Posted by William L. Exeter on October 27, 1998 at 12:04:01:
IRS Issues Notice 98-50 on October 20, 1998 regarding the Roth Conversion IRA “unconversions” and subsequent “reconversion”.
The Internal Revenue Service issued Notice 98-50 on October 20, 1998, that created interim regulations which address the number of times a taxpayer can “unconvert” a Roth Conversion IRA back to a Traditional IRA and “reconvert” again to a Roth Conversion IRA for the 1998 and 1999 tax years.
This is good news for taxpayers that converted from a Traditional IRA to a Roth Conversion IRA prior to the recent stock market correction (i.e.: prior to August 1998). They can now “unconvert” their Roth Conversion IRA to a Traditional IRA at pre-correction market values and then “reconvert” to a Roth Conversion IRA again at post correction market values resulting in potentially significant tax savings.
This is an issue that has created substantial confusion among taxpayers and financial institutions in recent months. The Internal Revenue Code (IRC) did not include any provisions that would allowed taxpayers to “unconvert” and subsequently “reconvert” due to the serious stock market volatility and downturn. Financial Institutions across the country have developed numerous, and often conflicting and frustrating, policies to address their clients’ requests to “unconvert” and subsequently “reconvert” due to the substantial decrease in the value of their IRA portfolios.
New Conversion Limits
IRS Notice 98-50 allows taxpayers to “unconvert” their Roth Conversion IRA back to a Traditional IRA and subsequently “reconvert” again to a Roth Conversion IRA one time between November 1, 1998 and December 31, 1998. The deadline for taxpayers to complete their 1998 “unconversions” and subsequent “reconversions” is still April 15, 1999, including extensions. The IRS Notice also allows taxpayers to “unconvert” their Roth Conversion IRA back to a Traditional IRA and subsequently “reconvert” again to a Roth Conversion IRA one time during 1999, although 1999 conversions are not eligible to be taxed over a four-year period.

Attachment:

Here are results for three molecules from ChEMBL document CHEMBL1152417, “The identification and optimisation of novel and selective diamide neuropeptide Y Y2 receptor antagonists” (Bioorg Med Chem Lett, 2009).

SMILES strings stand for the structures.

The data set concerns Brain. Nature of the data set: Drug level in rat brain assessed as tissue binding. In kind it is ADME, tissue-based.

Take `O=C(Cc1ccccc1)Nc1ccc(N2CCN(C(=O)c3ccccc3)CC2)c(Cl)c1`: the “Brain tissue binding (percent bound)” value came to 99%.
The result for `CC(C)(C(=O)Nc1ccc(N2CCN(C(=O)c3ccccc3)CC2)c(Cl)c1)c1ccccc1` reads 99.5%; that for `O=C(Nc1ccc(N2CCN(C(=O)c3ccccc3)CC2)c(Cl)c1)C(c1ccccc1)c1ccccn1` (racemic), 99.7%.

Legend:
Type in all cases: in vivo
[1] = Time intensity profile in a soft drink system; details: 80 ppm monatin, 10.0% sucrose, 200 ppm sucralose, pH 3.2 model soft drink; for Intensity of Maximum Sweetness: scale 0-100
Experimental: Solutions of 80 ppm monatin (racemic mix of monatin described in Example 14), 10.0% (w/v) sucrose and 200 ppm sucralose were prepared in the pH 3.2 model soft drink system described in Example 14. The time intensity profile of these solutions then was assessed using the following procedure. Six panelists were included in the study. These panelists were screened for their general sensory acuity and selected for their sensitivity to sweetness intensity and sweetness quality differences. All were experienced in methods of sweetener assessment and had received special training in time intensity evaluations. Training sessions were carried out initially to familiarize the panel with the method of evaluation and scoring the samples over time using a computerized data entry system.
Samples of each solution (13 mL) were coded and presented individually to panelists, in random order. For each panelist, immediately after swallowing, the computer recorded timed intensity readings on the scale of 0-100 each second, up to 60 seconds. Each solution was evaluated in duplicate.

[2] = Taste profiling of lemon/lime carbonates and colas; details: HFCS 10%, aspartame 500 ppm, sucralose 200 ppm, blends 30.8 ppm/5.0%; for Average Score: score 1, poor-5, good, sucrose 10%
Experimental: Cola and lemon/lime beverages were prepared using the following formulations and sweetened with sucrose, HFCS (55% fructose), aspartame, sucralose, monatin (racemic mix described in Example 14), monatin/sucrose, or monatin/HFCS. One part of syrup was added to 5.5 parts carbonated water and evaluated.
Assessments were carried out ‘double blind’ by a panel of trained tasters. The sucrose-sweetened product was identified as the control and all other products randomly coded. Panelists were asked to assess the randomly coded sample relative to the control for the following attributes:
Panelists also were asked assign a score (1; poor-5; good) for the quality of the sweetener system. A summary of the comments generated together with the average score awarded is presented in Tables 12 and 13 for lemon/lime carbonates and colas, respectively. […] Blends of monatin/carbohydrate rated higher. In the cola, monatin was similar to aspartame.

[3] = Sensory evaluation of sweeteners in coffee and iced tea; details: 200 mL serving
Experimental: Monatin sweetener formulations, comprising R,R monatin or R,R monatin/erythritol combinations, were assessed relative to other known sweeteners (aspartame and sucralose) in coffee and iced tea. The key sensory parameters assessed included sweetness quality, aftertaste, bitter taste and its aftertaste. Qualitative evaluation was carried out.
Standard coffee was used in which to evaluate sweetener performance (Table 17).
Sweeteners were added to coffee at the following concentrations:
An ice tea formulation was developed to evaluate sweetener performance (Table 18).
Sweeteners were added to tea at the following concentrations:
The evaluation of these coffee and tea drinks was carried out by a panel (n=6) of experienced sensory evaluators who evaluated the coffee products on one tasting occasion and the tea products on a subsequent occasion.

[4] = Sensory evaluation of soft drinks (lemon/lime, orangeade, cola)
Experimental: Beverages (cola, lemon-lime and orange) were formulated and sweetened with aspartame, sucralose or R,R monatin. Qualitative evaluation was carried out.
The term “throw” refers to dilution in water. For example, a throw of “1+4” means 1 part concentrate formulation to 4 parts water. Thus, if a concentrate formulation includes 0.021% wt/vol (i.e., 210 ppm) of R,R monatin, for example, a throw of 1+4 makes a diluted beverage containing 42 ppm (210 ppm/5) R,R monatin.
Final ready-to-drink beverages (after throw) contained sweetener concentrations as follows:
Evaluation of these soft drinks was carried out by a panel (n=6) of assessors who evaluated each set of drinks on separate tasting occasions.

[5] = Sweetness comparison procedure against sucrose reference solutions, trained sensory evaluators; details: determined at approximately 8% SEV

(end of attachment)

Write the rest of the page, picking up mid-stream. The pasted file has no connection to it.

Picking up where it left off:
None of the conversions, unconversions and reconversions completed prior to November 1, 1998 will be affected or invalidated by this Notice 98-50. If a taxpayer completes a second Roth Conversion IRA “reconstruction” during the November 1 through December 31, 1998 period or during 1999, the second conversion will not be subject to any penalties, but instead would be classified as an excess reconversion and for tax purposes the taxpayer will pay taxes on the first “reconstruction”.
You may wish to evaluate your own Roth IRA Conversion situation and determine if this new Notice would benefit you.
Security Trust Company.